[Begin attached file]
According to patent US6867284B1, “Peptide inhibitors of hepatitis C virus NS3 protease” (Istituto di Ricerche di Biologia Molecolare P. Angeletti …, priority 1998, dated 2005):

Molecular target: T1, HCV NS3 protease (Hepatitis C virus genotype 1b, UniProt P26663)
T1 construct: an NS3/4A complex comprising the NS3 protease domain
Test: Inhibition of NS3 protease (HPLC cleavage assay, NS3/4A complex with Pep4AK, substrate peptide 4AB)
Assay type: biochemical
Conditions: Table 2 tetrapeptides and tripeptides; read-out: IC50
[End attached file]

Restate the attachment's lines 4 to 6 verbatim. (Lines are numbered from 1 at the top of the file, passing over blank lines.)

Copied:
Test: Inhibition of NS3 protease (HPLC cleavage assay, NS3/4A complex with Pep4AK, substrate peptide 4AB)
Assay type: biochemical
Conditions: Table 2 tetrapeptides and tripeptides; read-out: IC50